Rheumatoid Arthritis (RA): Symptoms & Signs

  • Medical Author:
    William C. Shiel Jr., MD, FACP, FACR

    Dr. Shiel received a Bachelor of Science degree with honors from the University of Notre Dame. There he was involved in research in radiation biology and received the Huisking Scholarship. After graduating from St. Louis University School of Medicine, he completed his Internal Medicine residency and Rheumatology fellowship at the University of California, Irvine. He is board-certified in Internal Medicine and Rheumatology.

Symptoms of rheumatoid arthritis can be related to the joints themselves or may be systemic (involving the whole body). Symptoms typically come and go and result from inflammation. Joint aches and stiffness, muscle aches, low-grade fever, fatigue, lack of appetite, and loss of energy are characteristic of active disease. Joints can become warm, swollen, reddened, painful, and tender. Joint pain and stiffness, particularly early in the morning, are often early symptoms. Usually, multiple joints on both sides of the body are affected. Depending on the specific joints that are affected, other possible symptoms include limping, hoarseness, and painful walking. In children, crying, irritability, and poor appetite are often observed. Firm lumps or firm bumps under the skin (subcutaneous nodules called rheumatoid nodules) can occur around the elbows and fingers where there is frequent pressure.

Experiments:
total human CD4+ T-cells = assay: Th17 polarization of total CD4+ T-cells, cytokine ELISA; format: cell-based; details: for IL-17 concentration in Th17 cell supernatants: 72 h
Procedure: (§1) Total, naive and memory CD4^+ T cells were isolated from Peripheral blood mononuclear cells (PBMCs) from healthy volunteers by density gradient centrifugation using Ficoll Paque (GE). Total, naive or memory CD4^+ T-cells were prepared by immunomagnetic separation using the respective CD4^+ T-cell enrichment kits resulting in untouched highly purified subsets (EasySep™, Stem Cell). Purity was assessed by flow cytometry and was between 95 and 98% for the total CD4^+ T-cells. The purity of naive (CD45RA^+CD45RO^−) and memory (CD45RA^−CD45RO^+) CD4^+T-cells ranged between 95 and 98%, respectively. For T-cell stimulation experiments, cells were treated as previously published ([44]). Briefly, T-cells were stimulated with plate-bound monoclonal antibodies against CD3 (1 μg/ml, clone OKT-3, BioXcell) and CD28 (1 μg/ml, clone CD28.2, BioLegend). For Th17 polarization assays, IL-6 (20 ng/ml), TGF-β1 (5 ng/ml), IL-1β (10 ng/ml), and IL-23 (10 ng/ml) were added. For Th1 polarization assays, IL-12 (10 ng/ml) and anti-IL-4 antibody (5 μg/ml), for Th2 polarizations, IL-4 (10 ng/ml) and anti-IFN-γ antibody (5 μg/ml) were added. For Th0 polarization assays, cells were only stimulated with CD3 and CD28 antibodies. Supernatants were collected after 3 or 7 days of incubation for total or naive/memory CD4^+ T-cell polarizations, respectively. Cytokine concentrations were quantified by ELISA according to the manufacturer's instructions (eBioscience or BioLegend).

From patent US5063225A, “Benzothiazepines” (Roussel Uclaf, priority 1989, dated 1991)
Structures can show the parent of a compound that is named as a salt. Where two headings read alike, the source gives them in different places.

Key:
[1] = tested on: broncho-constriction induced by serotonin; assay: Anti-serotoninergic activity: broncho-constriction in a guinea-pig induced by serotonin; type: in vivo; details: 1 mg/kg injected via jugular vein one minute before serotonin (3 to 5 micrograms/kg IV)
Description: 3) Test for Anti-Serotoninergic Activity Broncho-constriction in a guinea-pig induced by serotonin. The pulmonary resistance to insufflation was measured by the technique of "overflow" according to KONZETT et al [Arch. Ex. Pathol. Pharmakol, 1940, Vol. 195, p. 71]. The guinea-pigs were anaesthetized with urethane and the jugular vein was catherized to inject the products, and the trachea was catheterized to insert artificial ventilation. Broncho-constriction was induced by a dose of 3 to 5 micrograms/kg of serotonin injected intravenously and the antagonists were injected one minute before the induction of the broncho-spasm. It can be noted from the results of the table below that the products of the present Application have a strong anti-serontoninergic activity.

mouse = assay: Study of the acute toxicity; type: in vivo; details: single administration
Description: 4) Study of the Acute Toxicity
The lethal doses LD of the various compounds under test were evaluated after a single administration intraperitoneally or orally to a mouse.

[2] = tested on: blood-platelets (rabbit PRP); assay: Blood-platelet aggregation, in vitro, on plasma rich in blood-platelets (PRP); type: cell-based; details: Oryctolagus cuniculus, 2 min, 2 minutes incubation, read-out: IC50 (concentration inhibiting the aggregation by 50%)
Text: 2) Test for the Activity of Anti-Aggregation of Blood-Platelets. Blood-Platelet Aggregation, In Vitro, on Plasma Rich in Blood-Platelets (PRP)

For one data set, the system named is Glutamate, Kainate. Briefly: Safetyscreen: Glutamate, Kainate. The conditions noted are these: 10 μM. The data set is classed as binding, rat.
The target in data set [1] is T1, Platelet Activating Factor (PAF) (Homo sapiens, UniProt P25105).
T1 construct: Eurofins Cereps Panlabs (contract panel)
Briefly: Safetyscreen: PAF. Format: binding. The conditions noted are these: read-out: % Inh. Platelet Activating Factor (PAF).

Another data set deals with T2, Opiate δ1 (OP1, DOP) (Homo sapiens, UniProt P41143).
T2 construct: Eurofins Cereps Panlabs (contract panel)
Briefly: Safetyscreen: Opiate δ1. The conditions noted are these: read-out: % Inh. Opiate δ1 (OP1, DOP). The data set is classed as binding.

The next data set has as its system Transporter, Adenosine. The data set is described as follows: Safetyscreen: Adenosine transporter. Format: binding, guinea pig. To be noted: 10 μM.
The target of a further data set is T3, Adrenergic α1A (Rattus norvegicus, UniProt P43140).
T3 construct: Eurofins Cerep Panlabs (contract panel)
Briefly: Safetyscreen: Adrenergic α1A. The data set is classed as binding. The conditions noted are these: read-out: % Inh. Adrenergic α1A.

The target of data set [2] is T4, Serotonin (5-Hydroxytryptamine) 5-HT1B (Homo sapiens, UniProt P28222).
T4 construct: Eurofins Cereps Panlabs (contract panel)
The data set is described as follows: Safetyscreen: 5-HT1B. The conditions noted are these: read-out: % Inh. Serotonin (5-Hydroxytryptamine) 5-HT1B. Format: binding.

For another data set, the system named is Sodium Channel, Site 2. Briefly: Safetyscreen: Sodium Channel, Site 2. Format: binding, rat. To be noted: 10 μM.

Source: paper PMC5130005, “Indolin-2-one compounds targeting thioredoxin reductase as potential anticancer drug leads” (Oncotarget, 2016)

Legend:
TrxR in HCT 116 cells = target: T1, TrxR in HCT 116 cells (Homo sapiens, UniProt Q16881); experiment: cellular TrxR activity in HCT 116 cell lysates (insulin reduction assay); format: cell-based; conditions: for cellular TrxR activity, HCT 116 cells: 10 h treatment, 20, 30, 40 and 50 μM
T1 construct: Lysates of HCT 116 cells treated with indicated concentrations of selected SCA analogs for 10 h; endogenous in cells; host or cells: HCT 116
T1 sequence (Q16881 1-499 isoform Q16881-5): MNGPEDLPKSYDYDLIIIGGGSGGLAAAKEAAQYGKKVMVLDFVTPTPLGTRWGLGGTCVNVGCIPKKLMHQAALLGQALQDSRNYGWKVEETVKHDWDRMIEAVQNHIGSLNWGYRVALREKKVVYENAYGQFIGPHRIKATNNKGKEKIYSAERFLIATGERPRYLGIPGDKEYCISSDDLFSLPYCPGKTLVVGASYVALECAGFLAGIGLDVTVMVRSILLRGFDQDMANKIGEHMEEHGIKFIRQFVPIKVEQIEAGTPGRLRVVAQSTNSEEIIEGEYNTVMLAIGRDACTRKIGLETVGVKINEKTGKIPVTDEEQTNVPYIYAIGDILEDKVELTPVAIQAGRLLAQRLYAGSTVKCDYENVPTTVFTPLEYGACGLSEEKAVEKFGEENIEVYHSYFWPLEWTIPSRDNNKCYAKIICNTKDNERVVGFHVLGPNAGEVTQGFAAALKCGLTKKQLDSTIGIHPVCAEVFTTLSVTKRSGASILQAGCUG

REFERENCE:

Kasper, D.L., et al., eds. Harrison's Principles of Internal Medicine, 19th Ed. United States: McGraw-Hill Education, 2015.

Medically Reviewed by a Doctor on 2/17/2017

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